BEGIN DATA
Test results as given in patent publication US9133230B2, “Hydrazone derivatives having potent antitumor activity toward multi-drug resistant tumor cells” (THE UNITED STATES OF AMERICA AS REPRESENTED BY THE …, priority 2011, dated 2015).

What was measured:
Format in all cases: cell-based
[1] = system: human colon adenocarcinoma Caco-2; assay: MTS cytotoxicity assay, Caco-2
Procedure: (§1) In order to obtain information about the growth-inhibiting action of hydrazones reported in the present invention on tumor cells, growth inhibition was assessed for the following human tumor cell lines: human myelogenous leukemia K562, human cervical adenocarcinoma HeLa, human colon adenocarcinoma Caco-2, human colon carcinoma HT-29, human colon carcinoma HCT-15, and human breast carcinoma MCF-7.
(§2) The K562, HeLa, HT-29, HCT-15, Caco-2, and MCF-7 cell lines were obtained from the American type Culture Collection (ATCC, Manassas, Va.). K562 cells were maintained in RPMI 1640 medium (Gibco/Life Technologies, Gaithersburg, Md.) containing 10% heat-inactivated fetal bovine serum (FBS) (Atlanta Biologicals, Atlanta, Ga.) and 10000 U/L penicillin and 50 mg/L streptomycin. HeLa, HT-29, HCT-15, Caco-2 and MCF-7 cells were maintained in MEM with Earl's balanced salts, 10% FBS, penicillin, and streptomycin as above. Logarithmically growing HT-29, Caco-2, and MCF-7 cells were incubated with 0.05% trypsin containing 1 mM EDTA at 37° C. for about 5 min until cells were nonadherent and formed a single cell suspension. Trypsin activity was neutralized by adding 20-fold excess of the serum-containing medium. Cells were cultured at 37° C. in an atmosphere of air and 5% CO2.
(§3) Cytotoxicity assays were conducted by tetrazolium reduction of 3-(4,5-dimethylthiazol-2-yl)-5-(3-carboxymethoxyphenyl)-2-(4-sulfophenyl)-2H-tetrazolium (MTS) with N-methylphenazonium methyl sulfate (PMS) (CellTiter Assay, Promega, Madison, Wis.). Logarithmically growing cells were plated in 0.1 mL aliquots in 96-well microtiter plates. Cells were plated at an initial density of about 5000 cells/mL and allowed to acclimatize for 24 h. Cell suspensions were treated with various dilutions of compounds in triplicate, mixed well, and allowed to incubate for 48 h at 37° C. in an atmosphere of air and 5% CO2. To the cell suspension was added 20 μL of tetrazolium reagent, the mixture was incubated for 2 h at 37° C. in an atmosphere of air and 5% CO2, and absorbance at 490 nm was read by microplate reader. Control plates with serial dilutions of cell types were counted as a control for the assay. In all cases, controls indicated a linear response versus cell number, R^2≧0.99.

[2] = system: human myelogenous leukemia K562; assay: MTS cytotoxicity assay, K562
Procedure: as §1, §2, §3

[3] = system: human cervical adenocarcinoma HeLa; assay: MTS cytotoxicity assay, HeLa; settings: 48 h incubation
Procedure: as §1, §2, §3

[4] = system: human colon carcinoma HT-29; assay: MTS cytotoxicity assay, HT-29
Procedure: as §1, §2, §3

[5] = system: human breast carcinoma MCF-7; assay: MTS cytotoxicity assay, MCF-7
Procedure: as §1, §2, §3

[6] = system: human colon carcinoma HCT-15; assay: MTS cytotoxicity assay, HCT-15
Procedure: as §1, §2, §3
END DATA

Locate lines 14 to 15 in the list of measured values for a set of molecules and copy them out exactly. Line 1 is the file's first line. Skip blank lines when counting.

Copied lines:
[5] = system: human breast carcinoma MCF-7; assay: MTS cytotoxicity assay, MCF-7
Procedure: as §1, §2, §3